The US pursuit of offshore tax evaders includes Israel, where US authorities are scrutinising three of Israel's largest banks -- Bank Leumi Le-Israel, Bank Hapoalim and Mizrahi-Tefahot Bank -- over suspicions their Swiss outposts helped American clients evade taxes. The banks are under scrutiny by the US DoJ's criminal tax division. The shift to Israel from Switzerland -- for years the main focus of the DoJ's campaign against offshore private banking secrecy-- signals the broadening of a landmark probe by the agency that began in 2007 with UBS. The shift also opens up a potential sore spot in the historically close relationship between the US and Israel, a key diplomatic and military ally in the Middle East that is the biggest recipient of US aid. Tracing non-compliant funds from Swiss banks to Israeli banks is indicative of the expanding global scrutiny and effectiveness of the US tax investigations. The scrutiny of the three Swiss branches of the Israeli banks has gained significant momentum but is yet to reach the level of Credit Suisse or of HSBC Holdings -- a major European bank -- and Basler Kantonalbank, a Swiss cantonal bank.
Offshore Voluntary Disclosure Program (OVDP)
On January 9th, 2012, the US Internal Revenue Service (IRS) re-opened its Offshore Voluntary Disclosure Program (OVDP) to encourage US taxpayers with undisclosed offshore accounts to come into compliance. The 2012 Amnesty Program is in response to continuing interest from US taxpayers after the 2009 and 2011 programs ended, making this program the third in the past three years. With the renewal of a third Voluntary Disclosure Program it seems clear that the IRS is dedicated to providing taxpayers with opportunities to come forward, which is something that US taxpayers with undisclosed offshore accounts are being urged strongly to consider in light of the recent developments. In parallel, the DoJ's tax division continues its aggressive mission to obtain bank record information on US citizen's offshore accounts around the world. As they describe it, the "top litigation priority is the concerted civil and criminal effort to combat the serious problem of non-compliance with our tax laws by US taxpayers using secret offshore bank accounts."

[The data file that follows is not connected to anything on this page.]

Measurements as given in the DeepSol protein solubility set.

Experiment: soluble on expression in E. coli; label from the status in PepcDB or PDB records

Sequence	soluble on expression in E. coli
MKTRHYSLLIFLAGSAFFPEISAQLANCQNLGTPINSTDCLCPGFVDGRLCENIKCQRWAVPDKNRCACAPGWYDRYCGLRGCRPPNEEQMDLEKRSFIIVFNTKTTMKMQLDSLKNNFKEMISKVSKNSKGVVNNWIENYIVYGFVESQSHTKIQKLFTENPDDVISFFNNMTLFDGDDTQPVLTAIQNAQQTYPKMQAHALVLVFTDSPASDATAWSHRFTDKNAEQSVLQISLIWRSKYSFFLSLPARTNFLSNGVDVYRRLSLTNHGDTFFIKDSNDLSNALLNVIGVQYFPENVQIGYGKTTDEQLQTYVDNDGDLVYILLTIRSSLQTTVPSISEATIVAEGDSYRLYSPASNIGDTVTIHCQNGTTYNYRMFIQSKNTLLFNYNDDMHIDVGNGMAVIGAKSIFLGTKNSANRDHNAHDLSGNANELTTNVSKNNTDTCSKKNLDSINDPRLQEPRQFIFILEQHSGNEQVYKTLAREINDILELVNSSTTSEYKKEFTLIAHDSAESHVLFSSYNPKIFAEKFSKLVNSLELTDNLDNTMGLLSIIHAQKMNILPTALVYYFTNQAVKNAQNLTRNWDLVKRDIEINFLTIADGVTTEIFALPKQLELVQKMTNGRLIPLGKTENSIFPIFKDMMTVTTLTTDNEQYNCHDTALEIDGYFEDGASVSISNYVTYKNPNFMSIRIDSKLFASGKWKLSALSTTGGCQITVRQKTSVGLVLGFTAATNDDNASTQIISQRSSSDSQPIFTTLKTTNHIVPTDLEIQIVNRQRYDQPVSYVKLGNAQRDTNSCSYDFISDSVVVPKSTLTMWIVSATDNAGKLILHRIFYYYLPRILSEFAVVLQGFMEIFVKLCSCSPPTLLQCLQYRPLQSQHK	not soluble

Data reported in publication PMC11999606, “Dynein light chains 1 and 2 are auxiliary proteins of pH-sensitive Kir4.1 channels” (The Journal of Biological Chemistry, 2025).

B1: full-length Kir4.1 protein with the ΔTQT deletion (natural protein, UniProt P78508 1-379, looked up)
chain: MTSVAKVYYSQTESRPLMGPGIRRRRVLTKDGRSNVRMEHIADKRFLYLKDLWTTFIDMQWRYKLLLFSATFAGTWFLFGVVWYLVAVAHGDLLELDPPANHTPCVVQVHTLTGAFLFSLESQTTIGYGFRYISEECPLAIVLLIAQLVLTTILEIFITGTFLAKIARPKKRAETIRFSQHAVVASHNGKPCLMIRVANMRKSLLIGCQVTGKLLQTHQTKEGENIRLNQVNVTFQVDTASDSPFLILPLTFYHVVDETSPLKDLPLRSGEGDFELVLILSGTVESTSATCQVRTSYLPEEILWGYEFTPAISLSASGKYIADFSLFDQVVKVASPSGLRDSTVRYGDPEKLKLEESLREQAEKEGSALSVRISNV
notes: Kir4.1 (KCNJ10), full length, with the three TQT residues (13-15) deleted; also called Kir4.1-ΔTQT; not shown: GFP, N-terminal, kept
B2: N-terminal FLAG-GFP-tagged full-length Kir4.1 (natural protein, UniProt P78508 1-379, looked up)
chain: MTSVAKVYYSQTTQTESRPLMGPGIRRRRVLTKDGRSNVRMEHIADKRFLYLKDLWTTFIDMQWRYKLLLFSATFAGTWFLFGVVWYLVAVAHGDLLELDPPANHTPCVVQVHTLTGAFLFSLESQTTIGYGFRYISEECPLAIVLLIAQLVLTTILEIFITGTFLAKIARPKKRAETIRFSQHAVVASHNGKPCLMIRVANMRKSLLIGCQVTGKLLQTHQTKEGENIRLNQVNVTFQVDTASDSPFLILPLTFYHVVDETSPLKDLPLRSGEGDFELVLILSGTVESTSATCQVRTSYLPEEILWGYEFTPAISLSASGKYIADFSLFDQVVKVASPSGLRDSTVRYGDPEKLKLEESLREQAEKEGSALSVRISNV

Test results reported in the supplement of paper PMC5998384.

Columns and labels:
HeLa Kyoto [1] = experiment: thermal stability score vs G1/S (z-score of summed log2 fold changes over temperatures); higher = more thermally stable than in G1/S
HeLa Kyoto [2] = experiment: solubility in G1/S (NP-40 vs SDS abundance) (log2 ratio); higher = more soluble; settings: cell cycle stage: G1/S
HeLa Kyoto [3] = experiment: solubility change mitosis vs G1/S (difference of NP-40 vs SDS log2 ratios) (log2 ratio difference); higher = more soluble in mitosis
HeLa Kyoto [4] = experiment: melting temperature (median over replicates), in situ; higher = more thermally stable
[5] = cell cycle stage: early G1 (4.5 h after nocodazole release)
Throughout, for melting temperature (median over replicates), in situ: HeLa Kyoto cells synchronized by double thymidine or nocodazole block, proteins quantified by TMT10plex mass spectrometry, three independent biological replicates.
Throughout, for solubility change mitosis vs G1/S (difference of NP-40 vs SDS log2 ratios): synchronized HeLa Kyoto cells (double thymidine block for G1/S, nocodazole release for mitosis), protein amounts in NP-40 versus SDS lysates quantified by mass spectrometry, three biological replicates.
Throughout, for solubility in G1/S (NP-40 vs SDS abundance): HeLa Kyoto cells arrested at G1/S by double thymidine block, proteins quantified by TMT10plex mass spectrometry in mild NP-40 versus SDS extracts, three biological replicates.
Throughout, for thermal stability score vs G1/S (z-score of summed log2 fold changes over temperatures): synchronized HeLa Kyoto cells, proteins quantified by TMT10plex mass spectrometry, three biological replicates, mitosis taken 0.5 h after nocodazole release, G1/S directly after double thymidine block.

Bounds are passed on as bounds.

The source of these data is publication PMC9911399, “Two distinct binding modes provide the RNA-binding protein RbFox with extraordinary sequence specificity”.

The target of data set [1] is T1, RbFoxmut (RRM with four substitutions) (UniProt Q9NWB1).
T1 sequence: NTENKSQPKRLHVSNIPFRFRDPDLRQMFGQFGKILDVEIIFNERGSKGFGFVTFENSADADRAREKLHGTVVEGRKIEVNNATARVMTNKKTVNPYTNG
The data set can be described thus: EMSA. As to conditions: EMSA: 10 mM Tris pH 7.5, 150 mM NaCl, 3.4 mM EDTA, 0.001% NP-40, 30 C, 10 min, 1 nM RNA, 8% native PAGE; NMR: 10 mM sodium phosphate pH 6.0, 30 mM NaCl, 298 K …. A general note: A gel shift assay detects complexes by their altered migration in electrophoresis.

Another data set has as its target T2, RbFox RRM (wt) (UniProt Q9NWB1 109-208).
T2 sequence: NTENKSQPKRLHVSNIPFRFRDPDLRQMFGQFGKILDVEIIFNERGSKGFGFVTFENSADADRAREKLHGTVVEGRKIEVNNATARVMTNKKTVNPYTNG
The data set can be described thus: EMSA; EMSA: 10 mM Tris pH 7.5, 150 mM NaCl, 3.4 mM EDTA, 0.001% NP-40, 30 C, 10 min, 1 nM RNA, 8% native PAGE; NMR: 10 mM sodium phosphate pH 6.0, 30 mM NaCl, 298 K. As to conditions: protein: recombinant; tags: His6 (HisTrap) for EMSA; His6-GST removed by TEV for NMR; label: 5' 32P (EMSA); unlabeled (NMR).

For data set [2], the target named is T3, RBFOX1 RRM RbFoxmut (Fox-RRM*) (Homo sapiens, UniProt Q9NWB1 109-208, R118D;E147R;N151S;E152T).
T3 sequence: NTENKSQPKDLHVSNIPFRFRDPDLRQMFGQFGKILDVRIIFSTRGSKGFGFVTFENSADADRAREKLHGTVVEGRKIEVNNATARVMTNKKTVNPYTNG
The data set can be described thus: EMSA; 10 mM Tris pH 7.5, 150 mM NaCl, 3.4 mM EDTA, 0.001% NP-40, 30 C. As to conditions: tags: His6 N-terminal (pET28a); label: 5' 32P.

End of Banking Secrecy
Past Swiss guarantees of statutory bank secrecy dating back to 1934 are now long gone in the wake of the UBS tax evasion scandal, surrendered under pressure from threatened and existing US indictments of multiple Swiss bankers, lawsuits against UBS and Credit Suisse and a list of other Swiss banks, all now targets of the US IRS and DoJ. The Swiss agreed in 2009 to meet tax information exchange standards to avoid being blacklisted as a tax haven by the Organisation for Economic Co-operation and Development (OECD).
The US Internal Revenue Service (IRS) and the US Department of Justice’s (DoJ) tax division have made it clear that they are intent on taking the secret out of secret bank accounts and will prosecute anyone involved: tax payer, banker or professional advisor such as legal attorney. The risk of the IRS discovering a taxpayer’s undisclosed offshore accounts has increased manifold with far reaching bank investigations. The consequences for failure to comply with the proper disclosure and filing requirements may lead to audits, severe financial penalties, and in some cases, criminal prosecution. The US government is committed to bringing all US taxpayers with undisclosed offshore accounts into compliance regardless of the consequences for the off-shore banking industry. The European and Asian governments may follow suit in the footsteps of the US tax authorities. Given that some of the financial institutions that constitute the list of 11 banks on the radar of US authorities are also on the list of Systemically Important Financial Institutions (SIFIs), it remains to be seen how this saga plays out and what its consequences might be for global banking.
What are the unintended consequences of the US tax investigations in regard to the eleven banks and the interlinked systemic risk?